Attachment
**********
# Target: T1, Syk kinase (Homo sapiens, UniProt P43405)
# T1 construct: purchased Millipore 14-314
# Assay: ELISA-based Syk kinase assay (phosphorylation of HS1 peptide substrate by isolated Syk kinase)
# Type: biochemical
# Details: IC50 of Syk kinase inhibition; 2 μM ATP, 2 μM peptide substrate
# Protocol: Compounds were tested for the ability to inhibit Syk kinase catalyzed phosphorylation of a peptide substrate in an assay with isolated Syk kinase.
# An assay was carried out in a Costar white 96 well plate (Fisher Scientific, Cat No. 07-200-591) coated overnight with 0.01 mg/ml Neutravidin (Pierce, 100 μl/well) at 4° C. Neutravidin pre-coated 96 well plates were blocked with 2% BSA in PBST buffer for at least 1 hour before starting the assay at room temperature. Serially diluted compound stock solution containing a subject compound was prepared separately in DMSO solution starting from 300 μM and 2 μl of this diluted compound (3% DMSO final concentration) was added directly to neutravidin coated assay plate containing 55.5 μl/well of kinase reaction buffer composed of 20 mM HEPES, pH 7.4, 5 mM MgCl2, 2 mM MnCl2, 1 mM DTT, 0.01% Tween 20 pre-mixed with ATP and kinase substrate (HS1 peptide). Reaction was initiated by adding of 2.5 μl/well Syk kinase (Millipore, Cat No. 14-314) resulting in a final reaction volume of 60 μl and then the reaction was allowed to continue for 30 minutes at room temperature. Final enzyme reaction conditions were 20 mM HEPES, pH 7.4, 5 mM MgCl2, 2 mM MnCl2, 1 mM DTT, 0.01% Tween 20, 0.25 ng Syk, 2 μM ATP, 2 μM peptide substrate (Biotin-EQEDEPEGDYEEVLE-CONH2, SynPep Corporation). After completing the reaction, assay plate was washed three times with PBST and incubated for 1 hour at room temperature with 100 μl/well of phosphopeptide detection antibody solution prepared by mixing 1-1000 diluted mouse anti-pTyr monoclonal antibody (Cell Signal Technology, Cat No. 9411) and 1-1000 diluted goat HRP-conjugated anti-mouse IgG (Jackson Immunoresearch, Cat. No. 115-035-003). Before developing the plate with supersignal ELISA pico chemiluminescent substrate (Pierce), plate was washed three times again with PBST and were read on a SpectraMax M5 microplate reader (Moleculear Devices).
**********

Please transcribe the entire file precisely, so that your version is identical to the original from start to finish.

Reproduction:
# Target: T1, Syk kinase (Homo sapiens, UniProt P43405)
# T1 construct: purchased Millipore 14-314
# Assay: ELISA-based Syk kinase assay (phosphorylation of HS1 peptide substrate by isolated Syk kinase)
# Type: biochemical
# Details: IC50 of Syk kinase inhibition; 2 μM ATP, 2 μM peptide substrate
# Protocol: Compounds were tested for the ability to inhibit Syk kinase catalyzed phosphorylation of a peptide substrate in an assay with isolated Syk kinase.
# An assay was carried out in a Costar white 96 well plate (Fisher Scientific, Cat No. 07-200-591) coated overnight with 0.01 mg/ml Neutravidin (Pierce, 100 μl/well) at 4° C. Neutravidin pre-coated 96 well plates were blocked with 2% BSA in PBST buffer for at least 1 hour before starting the assay at room temperature. Serially diluted compound stock solution containing a subject compound was prepared separately in DMSO solution starting from 300 μM and 2 μl of this diluted compound (3% DMSO final concentration) was added directly to neutravidin coated assay plate containing 55.5 μl/well of kinase reaction buffer composed of 20 mM HEPES, pH 7.4, 5 mM MgCl2, 2 mM MnCl2, 1 mM DTT, 0.01% Tween 20 pre-mixed with ATP and kinase substrate (HS1 peptide). Reaction was initiated by adding of 2.5 μl/well Syk kinase (Millipore, Cat No. 14-314) resulting in a final reaction volume of 60 μl and then the reaction was allowed to continue for 30 minutes at room temperature. Final enzyme reaction conditions were 20 mM HEPES, pH 7.4, 5 mM MgCl2, 2 mM MnCl2, 1 mM DTT, 0.01% Tween 20, 0.25 ng Syk, 2 μM ATP, 2 μM peptide substrate (Biotin-EQEDEPEGDYEEVLE-CONH2, SynPep Corporation). After completing the reaction, assay plate was washed three times with PBST and incubated for 1 hour at room temperature with 100 μl/well of phosphopeptide detection antibody solution prepared by mixing 1-1000 diluted mouse anti-pTyr monoclonal antibody (Cell Signal Technology, Cat No. 9411) and 1-1000 diluted goat HRP-conjugated anti-mouse IgG (Jackson Immunoresearch, Cat. No. 115-035-003). Before developing the plate with supersignal ELISA pico chemiluminescent substrate (Pierce), plate was washed three times again with PBST and were read on a SpectraMax M5 microplate reader (Moleculear Devices).